About The Resilience Institute

The Resilience Institute is part of WWU Huxley’s College of the Environment. It facilitates scholarship, education, and practice on reducing social and physical vulnerability through sustainable community development, as a way to minimize loss and enhance recovery from disasters in Washington State and its interdependent global communities.

Monday, November 17, 2008

Everyday Farming is Food Security

So many books, so little time. Having just returned from a visit at UC Santa Cruz and the 8th annual Wise Traditions conference in San Francisco, and lunched with raw milk activist, Michael Schmidt (see the Harper’s story, http://www.harpers.org/archive/2008/04/0081992), I am even more enthused about our Everyday Farming project.

This includes works entitled:

Making Piece with Local.
Building Resilient Food Systems: Culture, Choice Change, Context.
A Food Sabbatical: One year. One summer. One month. One week. One day. One life.

Our Everyday Farming project is similarly titled to work in South Australia (see Gendered Bodies, Gendered Knowledge: Information Technology in Everyday Farming by Lia Bryant, which looks at gendered interactions, understandings, and communications in everyday work practices), but includes study of the production and consumption of all aspects of sustenance – food, clothing, housing, arts. Food, however, figures most prominently in the mix.

A top priority in the research is to look at entry points into everyday farming and the common barriers: land acquisition, start up costs, seed affordability and procurement, knowledge barriers in practices, markets and marketing, sustainable incomes. Some of the work relates to our newest grant at the Institute for Global and Community Resilience, which I’m hoping will take the form of a Food and Farm project: Everyday Farming for Resilient Community Living. One meal at a time.

We’re certainly fortunate to be living in a community and region that has such favorable resources (energy and water issue notwithstanding), know-how, and interest in supporting agriculture and fishing. From Sustainable Connections to the Food Bank Farm, Uprising Organics to Twin Brook Creamery, Boxx Berry Farm to Edaleen Dairy, Ciao Thyme to the Whatcom County-Bellingham City Peak Oil Task Force, growers, farm suppliers, and community members are united on the need to protect farmland. The question is how. Fortunately, Whatcom farm friends weighs in heavily here; advisory boards to various non profits counsel as well. Protecting the land base is a first step in achieving system resiliency in food production (see “urban-rural encroachment” working paper from the IGCR website, forthcoming).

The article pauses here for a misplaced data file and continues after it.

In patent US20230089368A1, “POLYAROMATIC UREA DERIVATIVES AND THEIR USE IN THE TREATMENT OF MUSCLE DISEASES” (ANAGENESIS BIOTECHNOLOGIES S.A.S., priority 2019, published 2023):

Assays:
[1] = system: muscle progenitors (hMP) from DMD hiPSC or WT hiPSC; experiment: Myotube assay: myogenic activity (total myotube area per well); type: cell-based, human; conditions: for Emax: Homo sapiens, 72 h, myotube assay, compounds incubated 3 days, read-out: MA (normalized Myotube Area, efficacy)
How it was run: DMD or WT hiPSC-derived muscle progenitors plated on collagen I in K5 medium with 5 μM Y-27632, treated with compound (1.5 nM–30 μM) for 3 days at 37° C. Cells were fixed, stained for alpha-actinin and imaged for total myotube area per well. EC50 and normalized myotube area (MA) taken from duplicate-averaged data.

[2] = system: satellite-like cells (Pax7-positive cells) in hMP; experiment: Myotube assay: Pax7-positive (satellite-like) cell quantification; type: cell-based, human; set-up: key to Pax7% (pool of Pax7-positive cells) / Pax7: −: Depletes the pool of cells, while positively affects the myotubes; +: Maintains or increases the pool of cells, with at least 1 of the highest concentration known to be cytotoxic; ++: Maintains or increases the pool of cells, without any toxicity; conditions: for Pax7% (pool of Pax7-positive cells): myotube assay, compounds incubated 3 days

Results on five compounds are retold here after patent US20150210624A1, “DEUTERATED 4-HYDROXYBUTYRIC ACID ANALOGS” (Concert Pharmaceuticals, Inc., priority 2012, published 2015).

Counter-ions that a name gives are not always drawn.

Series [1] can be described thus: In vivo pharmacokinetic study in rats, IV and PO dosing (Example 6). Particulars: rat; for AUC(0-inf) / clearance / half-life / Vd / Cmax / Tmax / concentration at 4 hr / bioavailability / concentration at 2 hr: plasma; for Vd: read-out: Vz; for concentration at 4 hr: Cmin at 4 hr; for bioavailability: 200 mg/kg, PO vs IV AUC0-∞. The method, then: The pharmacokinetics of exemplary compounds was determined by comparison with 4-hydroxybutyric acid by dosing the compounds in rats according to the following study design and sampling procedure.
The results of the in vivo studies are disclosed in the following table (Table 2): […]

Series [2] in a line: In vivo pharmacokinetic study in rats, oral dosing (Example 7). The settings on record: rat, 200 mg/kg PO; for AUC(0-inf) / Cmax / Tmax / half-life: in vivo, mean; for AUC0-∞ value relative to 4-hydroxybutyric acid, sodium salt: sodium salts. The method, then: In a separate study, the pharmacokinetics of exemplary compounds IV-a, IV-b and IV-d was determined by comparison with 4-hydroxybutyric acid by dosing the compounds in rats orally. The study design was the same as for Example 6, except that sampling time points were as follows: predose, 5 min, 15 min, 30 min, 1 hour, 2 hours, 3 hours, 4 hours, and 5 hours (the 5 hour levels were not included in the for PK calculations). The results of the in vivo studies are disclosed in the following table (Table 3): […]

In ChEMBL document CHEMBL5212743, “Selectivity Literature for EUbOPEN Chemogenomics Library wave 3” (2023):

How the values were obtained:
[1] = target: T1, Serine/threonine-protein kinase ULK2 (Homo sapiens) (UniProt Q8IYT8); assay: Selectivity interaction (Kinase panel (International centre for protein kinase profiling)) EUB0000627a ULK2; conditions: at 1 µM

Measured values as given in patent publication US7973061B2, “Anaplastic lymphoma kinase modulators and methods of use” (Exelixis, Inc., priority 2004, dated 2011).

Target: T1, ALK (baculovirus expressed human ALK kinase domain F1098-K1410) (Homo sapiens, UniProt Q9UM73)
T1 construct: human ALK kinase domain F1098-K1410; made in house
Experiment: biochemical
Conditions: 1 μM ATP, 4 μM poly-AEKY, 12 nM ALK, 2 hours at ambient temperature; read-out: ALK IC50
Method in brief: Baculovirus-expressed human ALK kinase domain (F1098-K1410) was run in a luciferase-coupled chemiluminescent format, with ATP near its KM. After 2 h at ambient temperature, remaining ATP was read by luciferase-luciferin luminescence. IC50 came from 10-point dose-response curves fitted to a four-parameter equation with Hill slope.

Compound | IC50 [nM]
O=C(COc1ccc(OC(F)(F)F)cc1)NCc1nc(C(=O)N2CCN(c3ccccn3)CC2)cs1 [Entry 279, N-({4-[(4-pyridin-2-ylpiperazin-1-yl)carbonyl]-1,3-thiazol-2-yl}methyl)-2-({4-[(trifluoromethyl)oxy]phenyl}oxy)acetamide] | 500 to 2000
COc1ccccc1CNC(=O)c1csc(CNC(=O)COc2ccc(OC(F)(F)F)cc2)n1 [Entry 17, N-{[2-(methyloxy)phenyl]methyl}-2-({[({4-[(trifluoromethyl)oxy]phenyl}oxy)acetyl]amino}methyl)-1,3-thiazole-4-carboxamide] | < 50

Our new grant, hopefully, will help us tease out/identify factors of resilience that reduce social vulnerability. A goal of the work is to focus on what policies can reduce vulnerabilities and what economic accounting systems can validate the worth of resilient practices and systems. We also are working on case studies, and invite community members to offer stories related to how everyday farming – focused on what and where food is coming from as a part of increased community resilience – should be promoted.

Dedicated to the Tuba

1 comment:

smithsan said...

The specific objectives were to document the critical interaction among these three issues food security, gender inequity, women's health within the context of sub-Saharan Africa to describe the nature of this triad from the perspective of women farmers in Africa.
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